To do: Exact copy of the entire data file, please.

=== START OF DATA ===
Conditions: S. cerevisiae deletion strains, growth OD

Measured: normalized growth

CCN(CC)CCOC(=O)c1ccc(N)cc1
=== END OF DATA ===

Conditions: S. cerevisiae deletion strains, growth OD

Measured: normalized growth

CCN(CC)CCOC(=O)c1ccc(N)cc1